Cryptocurrency: The New King of Cash

Since 1985, Sec. 6050I of the Internal Revenue Code (IRC) mandates an information return for persons who receive more than $10,000 in cash in a transaction or a series of two or more related transactions, in their trade or business. This information reporting also exists in the Bank Secrecy Act of 1970 Section 5331. A “person” includes an individual, trust, estate, partnership, association, company, or corporation.[1] The form that is used to satisfy both reporting requirements is Form 8300, Report of Cash Payments Over $10,000 Received in a Trade or Business.

The purpose of this form was to enable the Treasury financial crimes division, also known as FinCEN, and the IRS to detect money laundering schemes. However, it has also allowed these institutions to identify individuals and businesses using cash income that has not been reported for income tax purposes.

Recently, and almost on an annual basis, the IRS has published news releases reminding and summarizing such requirements. Further, The Infrastructure Investment and Jobs Act,[2] signed into law on Nov. 15, 2021, modifies Sec. 6050I to include digital assets, including cryptocurrencies, in the definition of cash for purposes of Form 8300, which are received after December 31, 2023. Taxpayers have 15 days to file the information return once a reporting requirement occurs, as well as a requirement to provide a subsequent customer notice.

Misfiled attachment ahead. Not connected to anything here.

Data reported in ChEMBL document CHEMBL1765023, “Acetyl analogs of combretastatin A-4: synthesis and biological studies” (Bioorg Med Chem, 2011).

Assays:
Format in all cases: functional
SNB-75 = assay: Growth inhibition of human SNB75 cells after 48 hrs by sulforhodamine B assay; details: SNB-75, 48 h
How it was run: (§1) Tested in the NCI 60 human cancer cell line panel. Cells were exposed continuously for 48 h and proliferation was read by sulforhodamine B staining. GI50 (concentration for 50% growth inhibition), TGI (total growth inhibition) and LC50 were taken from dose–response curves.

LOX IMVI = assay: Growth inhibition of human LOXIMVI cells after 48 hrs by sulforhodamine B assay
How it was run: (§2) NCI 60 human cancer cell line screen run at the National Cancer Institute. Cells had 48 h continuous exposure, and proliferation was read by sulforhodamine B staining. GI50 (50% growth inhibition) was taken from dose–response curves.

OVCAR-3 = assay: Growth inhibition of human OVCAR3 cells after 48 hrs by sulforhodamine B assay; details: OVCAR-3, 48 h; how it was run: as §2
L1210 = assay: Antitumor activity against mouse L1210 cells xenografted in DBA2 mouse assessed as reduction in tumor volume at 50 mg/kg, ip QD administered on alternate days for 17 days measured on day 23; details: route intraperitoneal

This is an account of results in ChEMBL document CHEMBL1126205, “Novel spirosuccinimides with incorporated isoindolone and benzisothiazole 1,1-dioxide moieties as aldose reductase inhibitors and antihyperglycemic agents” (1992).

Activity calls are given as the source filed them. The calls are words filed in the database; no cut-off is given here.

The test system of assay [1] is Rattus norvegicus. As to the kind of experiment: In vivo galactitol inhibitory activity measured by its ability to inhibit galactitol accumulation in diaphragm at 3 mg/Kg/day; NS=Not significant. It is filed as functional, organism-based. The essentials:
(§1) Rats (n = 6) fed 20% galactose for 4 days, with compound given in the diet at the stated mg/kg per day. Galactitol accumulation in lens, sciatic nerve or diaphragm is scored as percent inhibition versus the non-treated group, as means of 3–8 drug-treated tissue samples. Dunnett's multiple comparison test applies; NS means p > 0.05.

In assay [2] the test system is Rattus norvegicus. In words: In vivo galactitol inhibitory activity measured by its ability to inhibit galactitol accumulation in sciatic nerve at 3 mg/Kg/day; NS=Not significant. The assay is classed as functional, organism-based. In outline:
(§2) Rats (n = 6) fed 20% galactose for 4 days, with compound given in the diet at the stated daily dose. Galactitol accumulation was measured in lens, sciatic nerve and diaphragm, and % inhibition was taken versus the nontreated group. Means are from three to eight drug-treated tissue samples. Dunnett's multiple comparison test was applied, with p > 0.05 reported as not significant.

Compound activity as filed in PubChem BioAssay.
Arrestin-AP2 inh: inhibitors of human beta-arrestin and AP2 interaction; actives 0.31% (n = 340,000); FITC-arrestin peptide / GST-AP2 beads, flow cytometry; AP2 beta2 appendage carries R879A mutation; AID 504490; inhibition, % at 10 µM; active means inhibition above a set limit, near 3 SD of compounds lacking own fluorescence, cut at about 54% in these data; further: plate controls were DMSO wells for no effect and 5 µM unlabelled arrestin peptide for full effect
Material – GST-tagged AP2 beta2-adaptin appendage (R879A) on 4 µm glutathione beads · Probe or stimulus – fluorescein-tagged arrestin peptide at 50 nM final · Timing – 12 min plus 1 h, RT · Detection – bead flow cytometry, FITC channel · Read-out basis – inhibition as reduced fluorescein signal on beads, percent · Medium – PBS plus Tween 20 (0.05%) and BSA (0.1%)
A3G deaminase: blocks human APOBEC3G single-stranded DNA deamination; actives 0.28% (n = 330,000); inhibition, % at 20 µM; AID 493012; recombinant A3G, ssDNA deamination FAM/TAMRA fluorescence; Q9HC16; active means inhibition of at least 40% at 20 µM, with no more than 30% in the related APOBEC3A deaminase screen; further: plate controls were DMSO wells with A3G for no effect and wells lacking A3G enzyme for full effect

Understanding the requirements around form 8300 can be cumbersome and include identifying transactions subject to the requirements, general definition of “cash”, designating suspicious nature of the transaction, retention period of filings, the statute of limitations of these filings, and penalties for non-compliance. Also, as cryptocurrency becomes a more commonplace investment and payment method, record maintenance and training may be required to keep your business compliant and avoid unnecessary penalties. Taxpayers are already required to report portfolio activity for their Cryptocurrency investments and provide general disclosures in annual tax filings.

At Petrucelli, Piotrowski & Co., Inc our accounting professionals can educate and advise business owners and their employees on cash reporting requirements, help implement adequate procedures and provide education on the avoidance tactics, such as structuring. In addition, we can assist clients in creating procedure to maintain and track gains and losses from cryptocurrency investments. Contact us to learn more about the current and future requirements for accepting Cryptocurrency and cash.